Understanding the origin of critical metals associated to hydrous magmas

With a background in igneous petrology, Olivier Namur recently started as an Assistant Professor at KU Leuven in the Department of Earth and Environmental Sciences. His research focusses on magmatic processes that lead to the chemical differentiation of the Earth’s crust and the large-scale differentiation of other planets. His work is also very relevant for a better understanding of the origin of numerous critical metals associated to hydrous magmas. In this in-depth SIM² interview you get to know more about his research activities, his personal research journey and his view on the primary mining of critical metals in Europe and elsewhere.


Before moving to Leuven you spent several years in Cambridge and Hannover. What made you decide to seek pastures new and become a Professor in Leuven?

I’ve been blessed with obtaining some prestigious postdoctoral positions in various Universities (NERC, Junior Research Fellow in Cambridge, Marie-Curie, von Humboldt). In Hannover, I was the beneficiary of a large research grant entitled “Emmy Noether”, to create a new laboratory and a research group related to crustal processes.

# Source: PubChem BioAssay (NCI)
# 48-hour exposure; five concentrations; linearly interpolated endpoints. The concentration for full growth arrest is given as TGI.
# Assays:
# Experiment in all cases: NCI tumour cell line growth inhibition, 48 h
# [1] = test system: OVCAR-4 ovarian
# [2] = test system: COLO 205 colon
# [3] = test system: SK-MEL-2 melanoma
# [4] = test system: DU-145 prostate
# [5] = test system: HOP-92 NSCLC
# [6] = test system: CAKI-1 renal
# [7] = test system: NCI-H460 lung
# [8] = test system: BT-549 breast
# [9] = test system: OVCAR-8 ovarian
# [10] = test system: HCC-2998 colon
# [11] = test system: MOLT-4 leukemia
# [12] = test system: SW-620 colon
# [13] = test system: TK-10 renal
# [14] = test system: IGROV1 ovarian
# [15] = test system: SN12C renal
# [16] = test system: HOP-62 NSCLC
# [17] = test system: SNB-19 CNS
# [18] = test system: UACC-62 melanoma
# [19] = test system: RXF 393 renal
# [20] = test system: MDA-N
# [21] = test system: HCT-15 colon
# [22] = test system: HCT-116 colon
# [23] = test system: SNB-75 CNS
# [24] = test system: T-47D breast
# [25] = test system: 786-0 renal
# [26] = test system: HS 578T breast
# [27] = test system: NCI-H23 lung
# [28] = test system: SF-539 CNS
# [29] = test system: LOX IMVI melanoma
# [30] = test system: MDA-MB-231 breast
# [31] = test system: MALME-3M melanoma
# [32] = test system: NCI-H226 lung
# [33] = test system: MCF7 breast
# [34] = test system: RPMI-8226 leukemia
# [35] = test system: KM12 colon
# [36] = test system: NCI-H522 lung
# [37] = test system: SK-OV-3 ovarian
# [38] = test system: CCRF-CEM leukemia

However, my family and my friends live in Belgium, implying that I always kept an open eye on potential positions in Belgium. The position in Leuven was particularly adequate for my research because this is a super well-equipped university, particularly with an electron microprobe that is unique in Belgium.

Since I moved, we managed to develop the laboratory even more. Another interest of the position in Leuven was the complementary research interests with other professors and the possibility to obtain internal and external funding to build a research group and a laboratory. In 2017, I obtained a large Odysseus project and an FWO ERC Runner-up project, which allowed me to recruit PhD students. 

Can you describe what has been the main focus of your research until now and will this change now you start in Leuven?

My research interests are in igneous petrology with a focus on magmatic processes that lead to the chemical differentiation of the Earth’s crust and the large-scale differentiation of other planets. I use a series of state-of-the-art analytical techniques to measure major and trace elements as well as isotope ratios in rocks and minerals. I combine geochemical data together with experimental petrology, field relationships, thermodynamics, and computational modelling, geophysics to quantitatively and statistically interrogate rocks in a multidisciplinary way and tackle specific questions on mantle melting, the origin and differentiation of basalts, the formation of ore deposits and the effect of volatiles on phase equilibria.